Friday, April 2, 2010

Dr. Mabuse returns from pop culture limbo

The Return of Doctor Mabuse (1961)
Starring: Gert Frobe, Daliah Lavi, and Lex Barker
Director: Harald Reinl
Rating: Six of Ten Stars

Chief Inspector Lohmann (Frobe) finds his vacation plans interrupted when he is called in to investigate a bizarre murder. When he himself is targeted for death, he finds the case getting stranger and stranger, with clues pointing to a conspiracy that reaches from the quiet halls of a local church, to a nearby prison, to mobsters from faraway Chicago... and perhaps even to the involvement of the megalomaniacal criminal mastermind Dr. Mabuse.


"The Return of Dr. Mabuse" is a light-weight crime thriller with Saturday matinee cliffhanger and James Bondian overtones, including a villain with a plot to conquer the world through the application of weird chemicals, science, and brainwashing. It's an entertaining film, if a bit predictable, and one that is probably enjoyed more by kids and those "young and heart" than by jaded viewers who find kicks in picking films apart. (Although I think even jaded viewers will be entertained by the Delivery Truck of Doom, and will enjoy guessing at what character is Dr. Mabuse in disguise.)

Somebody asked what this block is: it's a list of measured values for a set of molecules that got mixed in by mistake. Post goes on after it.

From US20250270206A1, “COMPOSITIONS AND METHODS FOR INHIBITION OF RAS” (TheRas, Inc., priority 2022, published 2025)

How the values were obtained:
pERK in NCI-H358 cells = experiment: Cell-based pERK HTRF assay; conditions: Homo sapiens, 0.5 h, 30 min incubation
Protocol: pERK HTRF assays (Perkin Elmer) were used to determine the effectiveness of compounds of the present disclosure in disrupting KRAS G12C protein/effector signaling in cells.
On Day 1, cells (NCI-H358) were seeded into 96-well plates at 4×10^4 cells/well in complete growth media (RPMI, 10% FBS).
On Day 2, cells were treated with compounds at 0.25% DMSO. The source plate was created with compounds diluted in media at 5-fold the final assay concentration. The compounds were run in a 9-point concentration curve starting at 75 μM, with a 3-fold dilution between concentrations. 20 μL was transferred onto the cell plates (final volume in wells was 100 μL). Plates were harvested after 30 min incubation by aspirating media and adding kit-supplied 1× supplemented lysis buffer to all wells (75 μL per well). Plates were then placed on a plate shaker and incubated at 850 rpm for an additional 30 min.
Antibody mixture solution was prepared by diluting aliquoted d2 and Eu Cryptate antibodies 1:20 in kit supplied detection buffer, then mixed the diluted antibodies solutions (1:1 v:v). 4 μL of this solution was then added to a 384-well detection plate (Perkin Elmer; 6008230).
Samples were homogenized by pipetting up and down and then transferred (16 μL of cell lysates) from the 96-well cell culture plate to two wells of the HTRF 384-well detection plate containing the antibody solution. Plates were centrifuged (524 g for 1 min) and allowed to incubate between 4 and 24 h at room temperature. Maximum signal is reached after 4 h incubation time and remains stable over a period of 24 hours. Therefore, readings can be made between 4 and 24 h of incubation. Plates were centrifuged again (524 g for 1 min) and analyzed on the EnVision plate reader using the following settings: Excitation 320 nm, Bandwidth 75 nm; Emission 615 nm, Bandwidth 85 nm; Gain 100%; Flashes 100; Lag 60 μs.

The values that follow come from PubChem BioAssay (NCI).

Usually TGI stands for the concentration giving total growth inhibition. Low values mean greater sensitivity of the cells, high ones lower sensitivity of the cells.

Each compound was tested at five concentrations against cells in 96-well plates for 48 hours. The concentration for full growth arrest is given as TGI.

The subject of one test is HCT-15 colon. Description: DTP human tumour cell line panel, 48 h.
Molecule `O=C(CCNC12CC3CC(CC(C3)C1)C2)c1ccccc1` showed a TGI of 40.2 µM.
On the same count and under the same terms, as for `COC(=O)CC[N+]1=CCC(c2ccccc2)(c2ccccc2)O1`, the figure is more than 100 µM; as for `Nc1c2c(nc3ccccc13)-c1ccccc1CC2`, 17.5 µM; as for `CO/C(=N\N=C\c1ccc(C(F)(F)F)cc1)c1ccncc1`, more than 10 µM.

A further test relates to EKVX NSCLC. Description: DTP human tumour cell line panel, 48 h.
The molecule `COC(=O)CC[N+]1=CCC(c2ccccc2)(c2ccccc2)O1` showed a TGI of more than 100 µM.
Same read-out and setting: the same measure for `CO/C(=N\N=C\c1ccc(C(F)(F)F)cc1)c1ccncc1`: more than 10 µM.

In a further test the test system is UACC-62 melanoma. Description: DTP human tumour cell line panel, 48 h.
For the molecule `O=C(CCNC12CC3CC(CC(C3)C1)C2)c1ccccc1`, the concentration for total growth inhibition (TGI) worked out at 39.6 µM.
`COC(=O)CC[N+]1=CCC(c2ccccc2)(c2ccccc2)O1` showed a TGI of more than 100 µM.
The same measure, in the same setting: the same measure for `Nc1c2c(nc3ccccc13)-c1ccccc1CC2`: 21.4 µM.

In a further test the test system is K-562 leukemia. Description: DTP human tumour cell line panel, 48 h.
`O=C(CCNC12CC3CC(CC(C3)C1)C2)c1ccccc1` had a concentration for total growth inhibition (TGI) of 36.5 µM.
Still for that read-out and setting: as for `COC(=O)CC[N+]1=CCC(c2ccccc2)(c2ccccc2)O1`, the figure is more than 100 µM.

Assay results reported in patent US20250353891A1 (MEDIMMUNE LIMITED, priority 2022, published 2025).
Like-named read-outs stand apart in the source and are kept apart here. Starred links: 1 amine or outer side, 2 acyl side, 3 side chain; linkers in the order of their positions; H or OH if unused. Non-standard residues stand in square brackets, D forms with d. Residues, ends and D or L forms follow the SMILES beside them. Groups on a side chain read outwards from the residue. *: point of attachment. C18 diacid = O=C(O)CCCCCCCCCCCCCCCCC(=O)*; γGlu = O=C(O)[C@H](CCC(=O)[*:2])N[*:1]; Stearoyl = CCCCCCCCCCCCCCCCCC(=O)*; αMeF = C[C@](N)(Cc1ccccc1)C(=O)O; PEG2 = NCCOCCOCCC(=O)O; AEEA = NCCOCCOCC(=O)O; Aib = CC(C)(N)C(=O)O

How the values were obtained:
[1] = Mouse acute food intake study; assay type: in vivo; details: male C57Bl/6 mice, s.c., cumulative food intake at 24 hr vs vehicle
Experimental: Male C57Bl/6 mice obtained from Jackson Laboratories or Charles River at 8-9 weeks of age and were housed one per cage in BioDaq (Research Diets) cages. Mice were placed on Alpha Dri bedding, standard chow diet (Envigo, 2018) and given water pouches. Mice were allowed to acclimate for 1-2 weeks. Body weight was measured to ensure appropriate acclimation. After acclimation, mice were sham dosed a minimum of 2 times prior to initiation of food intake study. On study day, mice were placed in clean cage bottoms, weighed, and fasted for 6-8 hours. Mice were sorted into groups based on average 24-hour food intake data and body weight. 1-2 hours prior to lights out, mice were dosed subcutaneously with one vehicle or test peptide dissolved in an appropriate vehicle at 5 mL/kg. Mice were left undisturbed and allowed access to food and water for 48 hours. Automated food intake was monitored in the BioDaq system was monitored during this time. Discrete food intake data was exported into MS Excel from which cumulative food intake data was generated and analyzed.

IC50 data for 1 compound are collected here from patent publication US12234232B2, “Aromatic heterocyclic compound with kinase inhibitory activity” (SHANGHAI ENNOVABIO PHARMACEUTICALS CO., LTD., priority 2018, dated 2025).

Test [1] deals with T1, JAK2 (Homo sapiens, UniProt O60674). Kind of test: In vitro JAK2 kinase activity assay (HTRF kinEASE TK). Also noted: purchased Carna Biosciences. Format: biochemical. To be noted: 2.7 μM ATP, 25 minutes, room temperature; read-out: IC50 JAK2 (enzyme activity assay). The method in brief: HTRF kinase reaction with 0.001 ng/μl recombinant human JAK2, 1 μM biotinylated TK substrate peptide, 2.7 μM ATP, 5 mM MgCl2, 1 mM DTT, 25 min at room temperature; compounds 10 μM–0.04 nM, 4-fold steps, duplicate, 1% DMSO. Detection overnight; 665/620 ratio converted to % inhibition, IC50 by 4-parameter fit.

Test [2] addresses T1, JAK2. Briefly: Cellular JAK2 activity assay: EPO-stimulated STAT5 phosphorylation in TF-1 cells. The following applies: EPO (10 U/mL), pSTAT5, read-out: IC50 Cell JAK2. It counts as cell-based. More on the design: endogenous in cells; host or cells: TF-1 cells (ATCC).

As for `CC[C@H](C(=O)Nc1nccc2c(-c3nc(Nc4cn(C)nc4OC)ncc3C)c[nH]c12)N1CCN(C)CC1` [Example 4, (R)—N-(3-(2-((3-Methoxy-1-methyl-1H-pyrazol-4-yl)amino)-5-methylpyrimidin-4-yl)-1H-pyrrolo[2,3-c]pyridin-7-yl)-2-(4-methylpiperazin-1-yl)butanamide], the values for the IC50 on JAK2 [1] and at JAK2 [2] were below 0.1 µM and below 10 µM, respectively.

One major downside to this film is that the acting seems a bit wooden, but I'm not sure how much of this is the fault of inferior actors used for the English dubbing. Frobe is certainly a better actor than one gets the sense of here, and I recall his previous outing as Inspector Lohmann as being even better than his turn as the Bond villain, Goldfinger.



Trivia: This film revived a pulp fiction villain that had slipped into into obscurity, but which had first been brought to the screen in films directed by legendary German filmmaker Fritz Lang between the years of 1922 and 1933. During the 1960s, six Mabuse films were released, before the evil doctor once again retreated into one of the many dark recesses of the pop cultural universe.

1 comment:

  1. Fans of film noir might also want to give this a look since many scenes are atmospherically shot at night, and the camerawork is intriguing without being artsy, while the whole thing has that B-film inventiveness of plot that keeps you watching. Moves at a fast lick, too.

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